Soon you’ll have to pay to climb Japan’s highest mountain. 

Hiking to the top of Mount Fuji, or “Fujisan” as it’s known in Japanese, is high up on the bucket-list for many locals and international tourists in Japan. As the country’s highest mountain, this active volcano (which last erupted in 1707-1708) has inspired painters and filmmakers over the centuries, standing tall as one of the country’s UNESCO World Heritage sites, and a proud symbol of the nation.

During the summer months, when the trails are clear from snow, thousands of people come to climb to its peak elevation of 3,776.24 metres (12,389 feet). With approximately 300,000 people climbing the mountain every year, the Fujisan World Cultural Heritage Council has been struggling to cover costs connected to the renovation of restrooms in mountain huts, the operation of aid stations along the trails, and the cleanup of trash left by visitors.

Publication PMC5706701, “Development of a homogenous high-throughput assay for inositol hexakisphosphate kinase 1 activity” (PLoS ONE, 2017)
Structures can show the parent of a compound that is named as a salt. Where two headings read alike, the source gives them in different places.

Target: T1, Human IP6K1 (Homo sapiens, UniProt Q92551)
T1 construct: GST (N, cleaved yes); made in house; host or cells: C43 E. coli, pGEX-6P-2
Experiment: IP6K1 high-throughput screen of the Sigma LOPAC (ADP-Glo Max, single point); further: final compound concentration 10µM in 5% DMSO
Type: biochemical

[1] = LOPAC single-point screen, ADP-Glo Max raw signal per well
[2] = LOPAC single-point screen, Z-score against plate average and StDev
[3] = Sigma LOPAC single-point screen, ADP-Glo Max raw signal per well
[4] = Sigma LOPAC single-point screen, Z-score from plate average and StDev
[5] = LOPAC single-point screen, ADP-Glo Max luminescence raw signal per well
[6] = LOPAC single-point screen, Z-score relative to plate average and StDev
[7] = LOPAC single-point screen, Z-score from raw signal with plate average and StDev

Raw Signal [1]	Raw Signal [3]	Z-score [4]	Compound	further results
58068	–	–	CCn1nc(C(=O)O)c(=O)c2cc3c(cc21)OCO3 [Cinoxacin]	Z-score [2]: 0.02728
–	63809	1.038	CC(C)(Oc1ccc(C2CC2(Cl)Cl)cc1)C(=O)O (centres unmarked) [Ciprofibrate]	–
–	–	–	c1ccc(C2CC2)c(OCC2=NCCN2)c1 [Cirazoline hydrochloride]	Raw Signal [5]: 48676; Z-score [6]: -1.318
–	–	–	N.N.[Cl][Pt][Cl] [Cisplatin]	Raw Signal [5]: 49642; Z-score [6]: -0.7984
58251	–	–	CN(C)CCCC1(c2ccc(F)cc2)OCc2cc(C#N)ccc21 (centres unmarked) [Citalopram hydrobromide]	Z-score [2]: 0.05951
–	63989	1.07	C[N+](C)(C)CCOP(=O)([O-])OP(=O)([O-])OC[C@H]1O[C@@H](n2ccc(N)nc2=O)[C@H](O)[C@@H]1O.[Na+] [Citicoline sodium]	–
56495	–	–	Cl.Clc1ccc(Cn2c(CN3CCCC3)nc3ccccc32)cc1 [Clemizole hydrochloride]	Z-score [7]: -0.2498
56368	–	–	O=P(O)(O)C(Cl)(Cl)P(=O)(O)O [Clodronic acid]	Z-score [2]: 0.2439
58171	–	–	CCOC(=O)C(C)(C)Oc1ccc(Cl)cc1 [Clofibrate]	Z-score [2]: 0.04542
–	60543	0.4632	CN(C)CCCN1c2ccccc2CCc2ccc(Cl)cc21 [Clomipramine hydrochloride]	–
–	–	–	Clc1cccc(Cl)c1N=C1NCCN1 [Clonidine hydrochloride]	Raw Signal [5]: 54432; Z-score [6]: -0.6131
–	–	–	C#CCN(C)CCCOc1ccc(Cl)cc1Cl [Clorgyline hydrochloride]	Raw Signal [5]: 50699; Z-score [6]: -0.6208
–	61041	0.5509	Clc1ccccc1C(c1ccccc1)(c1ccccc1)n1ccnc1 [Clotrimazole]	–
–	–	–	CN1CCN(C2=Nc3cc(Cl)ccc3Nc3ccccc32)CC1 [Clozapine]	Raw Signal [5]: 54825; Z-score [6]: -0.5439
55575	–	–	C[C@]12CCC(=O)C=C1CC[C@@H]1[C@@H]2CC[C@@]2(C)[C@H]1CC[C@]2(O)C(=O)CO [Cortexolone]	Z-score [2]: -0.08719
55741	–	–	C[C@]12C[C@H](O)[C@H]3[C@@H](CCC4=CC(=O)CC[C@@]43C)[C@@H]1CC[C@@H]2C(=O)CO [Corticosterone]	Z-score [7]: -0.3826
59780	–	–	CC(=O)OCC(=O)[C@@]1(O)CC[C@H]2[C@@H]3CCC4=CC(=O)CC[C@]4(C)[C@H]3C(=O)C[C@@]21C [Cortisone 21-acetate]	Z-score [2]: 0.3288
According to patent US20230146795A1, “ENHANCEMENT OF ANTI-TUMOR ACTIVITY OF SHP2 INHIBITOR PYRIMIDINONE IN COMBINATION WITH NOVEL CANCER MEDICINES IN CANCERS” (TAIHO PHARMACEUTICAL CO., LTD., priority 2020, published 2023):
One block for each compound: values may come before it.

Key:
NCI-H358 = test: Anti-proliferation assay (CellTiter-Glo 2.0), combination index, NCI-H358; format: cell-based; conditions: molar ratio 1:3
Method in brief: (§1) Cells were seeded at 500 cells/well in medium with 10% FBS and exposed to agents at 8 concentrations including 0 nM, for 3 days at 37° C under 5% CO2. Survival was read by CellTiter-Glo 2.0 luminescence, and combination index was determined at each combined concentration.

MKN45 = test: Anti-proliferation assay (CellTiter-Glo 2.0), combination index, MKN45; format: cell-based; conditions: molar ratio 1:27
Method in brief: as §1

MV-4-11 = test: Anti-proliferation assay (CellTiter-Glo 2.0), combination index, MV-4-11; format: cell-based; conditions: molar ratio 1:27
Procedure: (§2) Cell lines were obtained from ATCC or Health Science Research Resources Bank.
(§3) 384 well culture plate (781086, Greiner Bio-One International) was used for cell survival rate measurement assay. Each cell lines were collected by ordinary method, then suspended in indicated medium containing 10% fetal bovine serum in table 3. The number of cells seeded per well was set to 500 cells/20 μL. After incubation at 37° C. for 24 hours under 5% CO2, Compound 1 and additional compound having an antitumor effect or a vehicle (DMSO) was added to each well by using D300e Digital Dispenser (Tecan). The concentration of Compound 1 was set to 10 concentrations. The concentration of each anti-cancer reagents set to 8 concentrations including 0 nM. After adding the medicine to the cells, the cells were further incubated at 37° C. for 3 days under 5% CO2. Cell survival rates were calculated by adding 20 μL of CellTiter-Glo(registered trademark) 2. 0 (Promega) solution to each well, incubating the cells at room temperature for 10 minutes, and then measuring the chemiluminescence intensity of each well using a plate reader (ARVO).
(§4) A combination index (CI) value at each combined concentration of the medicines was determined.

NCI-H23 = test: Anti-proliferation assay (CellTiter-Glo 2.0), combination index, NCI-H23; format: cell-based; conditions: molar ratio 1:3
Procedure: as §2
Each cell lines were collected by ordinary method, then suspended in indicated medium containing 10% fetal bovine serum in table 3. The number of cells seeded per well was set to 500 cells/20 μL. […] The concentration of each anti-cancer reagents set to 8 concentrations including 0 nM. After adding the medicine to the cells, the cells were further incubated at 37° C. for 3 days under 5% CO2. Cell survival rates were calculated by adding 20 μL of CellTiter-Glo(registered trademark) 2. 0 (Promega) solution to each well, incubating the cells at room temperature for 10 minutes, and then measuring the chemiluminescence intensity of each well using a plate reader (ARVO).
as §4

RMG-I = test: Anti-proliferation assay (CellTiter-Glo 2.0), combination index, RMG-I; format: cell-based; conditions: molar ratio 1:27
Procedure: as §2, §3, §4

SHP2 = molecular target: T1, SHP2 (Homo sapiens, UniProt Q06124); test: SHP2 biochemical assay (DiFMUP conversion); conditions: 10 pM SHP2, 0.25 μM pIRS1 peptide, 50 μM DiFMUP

In order to help alleviate the problem, the Council implemented a donation system in 2014, asking climbers to pay a non-mandatory fee of 1,000 yen (US$9.11). However, only an average of around 50 percent of hikers on both the Yamanashi and Shizuoka sides of the mountain (Mount Fuji straddles the two prefectures) typically make the donation each year.

Last year, however, the number of climbers voluntarily paying the donation rose to 67.2 percent on the Yamanashi side and 67.4 percent on the Shizuoka side, providing the Council with promising evidence that more and more people are willing to help out with costs for the upkeep of the mountain and its facilities.

A special committee of the Council responsible for overseeing climbing costs convened yesterday in Tokyo to discuss the issue, formally agreeing to consider making entry fees mandatory.

The Committee, which advises the working group of the Fujisan World Cultural Heritage Council, consists of experts on mountain climbing and environmental issues, as well as representatives from both Yamanashi and Shizuoka Prefectures.

The group expects to receive formal approval for the new compulsory payment system at their next meeting with the Council in March.

Following approval, the committee says they aim to finalise details regarding the fee amount and the method of collection by the end of the 2020 fiscal year, with a view to have the system in operation by the summer of 2022 at the earliest.

Source: Otakomu
Top image: Pakutaso
Insert image: Flickr/mas_to
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